The Cloud in the Context of Big Data
Cloud computing is a method of providing a set of shared computing resources and is becoming increasingly important for your big data initiative. The cloud includes applications, computing, storage, networking, development, and deployment platforms, as well as business processes.
Cloud computing turns traditional siloed computing assets into shared pools of resources based on an underlying Internet foundation. In cloud computing, everything, from compute power to computing infrastructure and from applications and business processes to data and analytics, can be delivered to you as a service. To be operational in the real world, the cloud must be implemented with common standardized processes and automation.
Many businesses leverage cloud services for everything from backup to Software as a Service (SaaS) options such as customer relationship management (CRM) services. With the growth of mobile computing, more consumers, professionals, and corporations are creating and accessing data with cloud-based services.
The average consumer may be sent an online coupon for a favorite store; a quality control manager in a manufacturing plant might collect sensor data from a variety of machines to determine whether a quality problem exists. These scenarios are predicated on the cloud-based data services infrastructure.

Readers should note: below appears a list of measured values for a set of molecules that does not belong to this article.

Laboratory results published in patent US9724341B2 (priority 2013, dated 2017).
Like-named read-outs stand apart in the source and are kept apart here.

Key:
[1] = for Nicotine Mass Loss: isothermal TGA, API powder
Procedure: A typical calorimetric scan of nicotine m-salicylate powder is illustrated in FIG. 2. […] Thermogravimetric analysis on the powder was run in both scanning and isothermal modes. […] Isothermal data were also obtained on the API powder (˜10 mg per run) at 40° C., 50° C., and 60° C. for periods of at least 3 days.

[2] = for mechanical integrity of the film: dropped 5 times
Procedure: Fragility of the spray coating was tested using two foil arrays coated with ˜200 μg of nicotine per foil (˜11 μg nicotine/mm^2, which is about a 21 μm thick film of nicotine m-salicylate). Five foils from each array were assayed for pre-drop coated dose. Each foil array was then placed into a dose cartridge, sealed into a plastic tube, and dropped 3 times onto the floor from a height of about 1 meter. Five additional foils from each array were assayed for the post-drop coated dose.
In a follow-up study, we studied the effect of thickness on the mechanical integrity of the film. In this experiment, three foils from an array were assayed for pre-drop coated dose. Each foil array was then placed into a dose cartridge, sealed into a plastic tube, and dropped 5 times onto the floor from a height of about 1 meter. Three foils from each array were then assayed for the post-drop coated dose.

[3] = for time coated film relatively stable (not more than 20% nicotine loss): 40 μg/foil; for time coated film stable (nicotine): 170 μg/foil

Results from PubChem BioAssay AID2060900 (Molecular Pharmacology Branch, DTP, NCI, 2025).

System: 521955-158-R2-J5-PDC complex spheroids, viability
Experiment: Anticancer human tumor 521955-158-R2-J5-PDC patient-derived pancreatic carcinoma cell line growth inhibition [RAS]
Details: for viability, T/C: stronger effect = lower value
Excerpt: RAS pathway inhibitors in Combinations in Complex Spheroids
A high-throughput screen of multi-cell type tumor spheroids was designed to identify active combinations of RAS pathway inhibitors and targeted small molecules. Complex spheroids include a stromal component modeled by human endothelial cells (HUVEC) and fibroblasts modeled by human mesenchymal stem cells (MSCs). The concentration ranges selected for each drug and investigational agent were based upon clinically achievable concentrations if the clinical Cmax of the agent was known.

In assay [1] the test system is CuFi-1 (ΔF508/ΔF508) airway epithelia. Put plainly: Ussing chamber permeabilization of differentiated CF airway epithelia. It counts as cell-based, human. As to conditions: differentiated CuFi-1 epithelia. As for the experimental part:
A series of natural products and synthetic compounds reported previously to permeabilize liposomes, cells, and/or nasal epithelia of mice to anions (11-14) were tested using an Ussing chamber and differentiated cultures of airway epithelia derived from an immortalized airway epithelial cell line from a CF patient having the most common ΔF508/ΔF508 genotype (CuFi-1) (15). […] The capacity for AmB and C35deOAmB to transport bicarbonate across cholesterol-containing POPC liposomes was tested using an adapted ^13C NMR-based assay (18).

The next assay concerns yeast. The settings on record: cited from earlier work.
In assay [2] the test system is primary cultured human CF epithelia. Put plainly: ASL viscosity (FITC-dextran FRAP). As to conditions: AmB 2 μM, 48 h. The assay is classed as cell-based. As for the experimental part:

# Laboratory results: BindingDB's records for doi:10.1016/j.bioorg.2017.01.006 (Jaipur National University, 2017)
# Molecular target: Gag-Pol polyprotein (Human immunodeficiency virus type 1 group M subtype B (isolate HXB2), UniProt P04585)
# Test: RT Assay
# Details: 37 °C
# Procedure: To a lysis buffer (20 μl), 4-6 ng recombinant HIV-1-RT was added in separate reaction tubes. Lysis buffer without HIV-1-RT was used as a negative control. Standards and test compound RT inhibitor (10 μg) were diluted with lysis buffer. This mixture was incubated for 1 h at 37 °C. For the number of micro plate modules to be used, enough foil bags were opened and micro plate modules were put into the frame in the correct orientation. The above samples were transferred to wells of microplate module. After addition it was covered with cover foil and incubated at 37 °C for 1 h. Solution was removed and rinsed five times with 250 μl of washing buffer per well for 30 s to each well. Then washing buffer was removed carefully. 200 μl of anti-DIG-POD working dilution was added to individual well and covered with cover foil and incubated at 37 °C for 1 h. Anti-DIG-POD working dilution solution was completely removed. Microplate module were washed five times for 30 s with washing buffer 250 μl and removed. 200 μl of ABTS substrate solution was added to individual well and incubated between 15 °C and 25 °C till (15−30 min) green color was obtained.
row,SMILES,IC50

A popular example of the benefits of cloud supporting big data can be noted at both Google and Amazon.com. Both companies depend on the capability to manage massive amounts of data to move their businesses forward. These providers needed to come up with infrastructures and technologies that could support applications at a massive scale.
Consider Gmail and the millions upon millions of messages that Google processes per day as part of this service. Google has been able to optimize the Linux operating system and its software environment to support e-mail in the most efficient manner; therefore, it can easily support hundreds of millions of users.
Even more importantly, Google is able to capture and leverage the massive amount of data about both its mail users and its search engine users to drive the business.
Likewise, Amazon.com, with its IaaS data centers, is optimized to support these workloads so that Amazon can continue to offer new services and support a growing number of customers without breaking the bank. To grow its retail business, Amazon must be able to manage data about its merchandise, its buyers, and its channel of partner merchants.
Targeted advertising based on customer buying patterns is critical to the company’s success. These companies now offer a range of cloud-based services for big data.